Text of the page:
Dave's Sports Views

Analysis, humor and opinion on the sports world

Location: Dallas, Texas, United States

Friday, February 24, 2006

Red, white and boooooooo!

By the headline, you might think I'm writing about the Shani Davis-Chad Hedrick, made-for-TV Olympic saga, but that's not the case. I'm writing about the biggest fiasco to hit Major League Baseball since the All-Star Game tie in 2002.

It's the World Baseball Classic, featuring some of the biggest stars the game has ever seen. Well, maybe by the time it gets underway next week, it won't, but for now, we still have Roger Clemens, Derek Jeter, Albert Pujols, Alex Rodriguez.

But the numbers are going down, fast. Barry Bonds was one of the first to back out, though for defensible reasons. He's coming off knee surgery and needs to devote himself to the Giants in what might be his final season. Hideki Matsui is skipping it for Japan. Dominicans Manny Ramirez (out for the Classic) and Pedro Martinez (skipping the first round) are on the out or uncertain list. Gold Glove center fielder Vernon Wells is injured and might have to back out. Texas Rangers stars Francisco Cordero and David Dellucci have opted not to participate. And you have to believe the list will get bigger as teams gather at Spring Training and evaluate their status.

Remember, this was Bud Selig's plan to promote baseball on a worldwide level. Bring together the best players from around the world, have them represent their countries, or in the case of some, the countries of their ancestors. Have a round-robin format that leads to a championship game and the nationalism will just flow from there.

Well, the concept was good, but as with many things Selig has done, there have been a few flaws in the execution.

First of all, the timing made 30 major league managers cringe. The last thing one of them needs is to have an ace pitcher blow out an elbow or a star hitter pull a hamstring while playing in an exhibition. Second, the tournament is exhausting the better part of Spring Training. Seventeen days on the road, away from the team, has to do wonders for chemistry. Third, baseball isn't on the minds of most sports fans during March, because there's something called the NCAA Basketball Tournament to occupy them.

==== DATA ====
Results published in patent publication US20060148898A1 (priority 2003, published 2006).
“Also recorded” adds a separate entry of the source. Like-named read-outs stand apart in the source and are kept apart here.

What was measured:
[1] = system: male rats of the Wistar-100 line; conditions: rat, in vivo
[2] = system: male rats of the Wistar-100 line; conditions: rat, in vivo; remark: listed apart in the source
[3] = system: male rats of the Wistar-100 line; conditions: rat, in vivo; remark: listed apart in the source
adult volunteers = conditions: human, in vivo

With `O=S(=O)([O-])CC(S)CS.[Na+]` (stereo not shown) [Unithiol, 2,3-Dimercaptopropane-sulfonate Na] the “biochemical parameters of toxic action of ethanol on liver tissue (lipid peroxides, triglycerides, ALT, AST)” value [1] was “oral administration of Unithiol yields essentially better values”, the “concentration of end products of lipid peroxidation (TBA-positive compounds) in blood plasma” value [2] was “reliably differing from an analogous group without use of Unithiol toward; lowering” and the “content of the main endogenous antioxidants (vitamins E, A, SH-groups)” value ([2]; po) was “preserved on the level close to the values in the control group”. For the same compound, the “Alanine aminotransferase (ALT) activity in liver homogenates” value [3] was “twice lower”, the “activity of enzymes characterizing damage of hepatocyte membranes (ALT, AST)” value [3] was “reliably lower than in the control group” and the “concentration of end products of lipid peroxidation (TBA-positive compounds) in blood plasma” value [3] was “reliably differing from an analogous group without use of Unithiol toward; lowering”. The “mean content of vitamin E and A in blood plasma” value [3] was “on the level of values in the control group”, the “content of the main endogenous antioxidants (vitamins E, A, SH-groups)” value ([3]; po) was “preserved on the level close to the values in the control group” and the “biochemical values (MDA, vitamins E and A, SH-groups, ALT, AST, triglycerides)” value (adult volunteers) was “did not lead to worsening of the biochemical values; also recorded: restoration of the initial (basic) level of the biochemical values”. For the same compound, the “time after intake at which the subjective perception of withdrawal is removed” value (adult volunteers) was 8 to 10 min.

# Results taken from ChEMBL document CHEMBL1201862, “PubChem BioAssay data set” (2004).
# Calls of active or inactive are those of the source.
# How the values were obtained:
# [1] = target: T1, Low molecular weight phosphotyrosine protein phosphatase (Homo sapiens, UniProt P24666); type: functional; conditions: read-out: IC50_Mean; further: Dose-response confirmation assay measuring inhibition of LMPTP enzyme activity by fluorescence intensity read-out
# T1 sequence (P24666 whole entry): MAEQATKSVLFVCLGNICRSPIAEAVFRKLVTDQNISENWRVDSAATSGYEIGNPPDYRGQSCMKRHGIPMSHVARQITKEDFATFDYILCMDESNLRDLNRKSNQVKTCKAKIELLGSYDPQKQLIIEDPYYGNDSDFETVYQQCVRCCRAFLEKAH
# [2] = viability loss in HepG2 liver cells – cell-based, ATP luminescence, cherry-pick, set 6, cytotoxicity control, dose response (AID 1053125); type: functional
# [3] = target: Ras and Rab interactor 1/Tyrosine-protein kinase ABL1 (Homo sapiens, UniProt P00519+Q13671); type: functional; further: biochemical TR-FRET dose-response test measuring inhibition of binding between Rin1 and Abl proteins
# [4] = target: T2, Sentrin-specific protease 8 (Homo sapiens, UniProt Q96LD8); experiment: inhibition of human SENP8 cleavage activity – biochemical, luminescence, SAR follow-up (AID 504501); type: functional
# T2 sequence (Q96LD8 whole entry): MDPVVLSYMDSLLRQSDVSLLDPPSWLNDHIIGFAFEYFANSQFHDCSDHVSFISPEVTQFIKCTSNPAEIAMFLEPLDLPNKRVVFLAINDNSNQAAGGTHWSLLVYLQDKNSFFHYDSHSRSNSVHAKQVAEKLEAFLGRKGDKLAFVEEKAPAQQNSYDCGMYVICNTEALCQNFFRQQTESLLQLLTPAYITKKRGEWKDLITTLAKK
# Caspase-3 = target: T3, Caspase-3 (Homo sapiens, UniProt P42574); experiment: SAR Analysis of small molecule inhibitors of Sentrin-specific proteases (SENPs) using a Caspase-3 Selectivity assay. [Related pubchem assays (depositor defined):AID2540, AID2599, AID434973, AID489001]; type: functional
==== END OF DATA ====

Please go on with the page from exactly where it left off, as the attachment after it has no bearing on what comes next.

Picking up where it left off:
A better idea would have been to conduct the tournament after the season. Yes, some players might opt out to rest their bodies after 162 games, but it would be more likely Selig would have had the support of the teams. Influential owners such as George Steinbrenner and John Henry have been among the most vocal critics of the Classic. In reality, some teams will show up playing to win; others will show up playing not to get hurt. That doesn't inspire great baseball.

Or, Selig could have thought outside the box, which most would admit isn't his greatest strength. Instead of a three-day All-Star break, have a weeklong break and play a shortened version of the tournament during that period. Instead of 16 teams, have four playing a single-elimination tournament.

The Caribbean could have one team, Central and South America (including Mexico) a second team, the U.S. and Canada a third and the rest of the world a fourth. One semifinal game on Tuesday, another semifinal on Wednesday and the championship on Friday night. No other major sports would be competing for those time slots, so baseball would be on the stage for the world to see. You might not get the nationalism that comes with representing home countries, but you would see quality baseball and most likely you'd have the best players in the world on display.

Just make sure there aren't any tie games.



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